Article Text

Download PDFPDF
When should we start oral intake in children with severe acute pancreatitis?
  1. Nilton Y Carreazo P1,2,
  2. Karim Ugarte R1,
  3. Carlos Bada M1,2
  1. 1
    Critical Appraisal Skills Programme Perú. Servicio de Pediatría - Hospital de Emergencias Pediátricas
  2. 2
    Unidad de Post Grado. Facultad de Medicina Humana Universidad de San Martín de Porres, Lima, Perú

    Statistics from

    Request Permissions

    If you wish to reuse any or all of this article please use the link below which will take you to the Copyright Clearance Center’s RightsLink service. You will be able to get a quick price and instant permission to reuse the content in many different ways.

    Last year 2 children recovering from acute severe pancreatitis were transferred from the intensive care unit (ICU) to our care in the paediatric ward.

    Patient 1 was a 9-year old girl diagnosed with acute severe pancreatitis (Imrie score  =  5, computed tomography [CT] abdomen staging  =  Balthazar E which included pancreatic necrosis).1-2 She received antibiotics (ceftriaxone, metronidazole), analgesics (pethidine, fentanyl), anti-acid therapy (ranitidine), and nasojejunal feeding. She had been in hospital for 25 days (16 in ICU), and had received nasojejunal tube feeding for 20 days.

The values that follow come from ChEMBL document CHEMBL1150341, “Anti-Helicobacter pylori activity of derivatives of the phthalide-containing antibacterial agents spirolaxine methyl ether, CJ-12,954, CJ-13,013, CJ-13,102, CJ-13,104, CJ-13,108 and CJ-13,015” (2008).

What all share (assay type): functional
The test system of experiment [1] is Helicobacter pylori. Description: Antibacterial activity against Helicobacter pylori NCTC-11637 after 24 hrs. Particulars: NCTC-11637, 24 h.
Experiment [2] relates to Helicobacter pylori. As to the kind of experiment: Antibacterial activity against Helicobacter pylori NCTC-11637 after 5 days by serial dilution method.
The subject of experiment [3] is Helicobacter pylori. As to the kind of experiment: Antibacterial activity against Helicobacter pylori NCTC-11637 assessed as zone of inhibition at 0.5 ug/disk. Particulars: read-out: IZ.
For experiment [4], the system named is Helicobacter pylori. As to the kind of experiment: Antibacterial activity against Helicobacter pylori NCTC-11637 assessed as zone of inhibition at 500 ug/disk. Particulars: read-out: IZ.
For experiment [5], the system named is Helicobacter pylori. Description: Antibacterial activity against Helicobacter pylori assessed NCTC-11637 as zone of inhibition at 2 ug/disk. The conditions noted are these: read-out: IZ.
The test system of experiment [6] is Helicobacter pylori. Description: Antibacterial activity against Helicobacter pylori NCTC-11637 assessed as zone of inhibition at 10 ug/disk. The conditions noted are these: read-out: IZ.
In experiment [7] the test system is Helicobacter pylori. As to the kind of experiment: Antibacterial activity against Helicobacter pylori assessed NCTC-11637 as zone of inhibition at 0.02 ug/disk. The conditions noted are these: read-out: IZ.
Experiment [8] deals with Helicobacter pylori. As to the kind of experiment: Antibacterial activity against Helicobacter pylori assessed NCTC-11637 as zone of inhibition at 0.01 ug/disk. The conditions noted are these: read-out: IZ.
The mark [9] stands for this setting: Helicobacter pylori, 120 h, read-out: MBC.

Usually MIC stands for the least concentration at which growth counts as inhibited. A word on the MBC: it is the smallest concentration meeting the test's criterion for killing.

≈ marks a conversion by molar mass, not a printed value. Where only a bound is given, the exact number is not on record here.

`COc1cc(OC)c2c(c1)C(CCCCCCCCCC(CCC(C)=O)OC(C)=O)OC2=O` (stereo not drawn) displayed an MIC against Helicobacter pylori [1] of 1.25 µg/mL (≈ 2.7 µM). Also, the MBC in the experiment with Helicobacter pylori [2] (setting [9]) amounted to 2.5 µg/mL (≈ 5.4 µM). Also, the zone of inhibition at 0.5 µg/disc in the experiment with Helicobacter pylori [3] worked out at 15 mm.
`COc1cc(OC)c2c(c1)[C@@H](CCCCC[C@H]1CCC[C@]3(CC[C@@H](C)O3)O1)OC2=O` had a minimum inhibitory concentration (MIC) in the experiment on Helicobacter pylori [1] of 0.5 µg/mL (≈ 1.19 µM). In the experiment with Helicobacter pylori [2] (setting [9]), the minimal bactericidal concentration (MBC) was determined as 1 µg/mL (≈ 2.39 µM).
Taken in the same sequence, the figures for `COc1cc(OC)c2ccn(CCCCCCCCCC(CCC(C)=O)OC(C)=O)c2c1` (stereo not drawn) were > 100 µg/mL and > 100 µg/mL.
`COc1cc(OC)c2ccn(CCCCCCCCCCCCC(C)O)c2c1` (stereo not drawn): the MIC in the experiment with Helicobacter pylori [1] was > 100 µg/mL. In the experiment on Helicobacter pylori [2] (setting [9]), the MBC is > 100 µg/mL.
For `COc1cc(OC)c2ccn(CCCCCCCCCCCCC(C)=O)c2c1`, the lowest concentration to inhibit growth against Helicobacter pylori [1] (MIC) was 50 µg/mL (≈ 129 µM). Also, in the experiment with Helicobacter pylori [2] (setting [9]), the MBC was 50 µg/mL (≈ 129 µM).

Patient 2 was a 9-year old boy again with acute severe pancreatitis (Imrie score  =  4, CT abdomen staging  =  Balthazar E). In the Emergencias Pediátricas Hospital he was admitted to the ICU, where he received antibiotic therapy (ciprofloxacin, metronidazole), analgesics (pethidine), anti-acid therapy (ranitidine), and nasojejunal feeding. He had been in hospital for 9 days (7 days in ICU) and had been feeding by nasojejunal tube for 4 days. He asked during the ward round “When are you giving me something to eat?”

    The ICU discharge plan for both patients was to complete 6 weeks of nasojejunal tube feeding (4 wks minimum), and the commencement of …

    View Full Text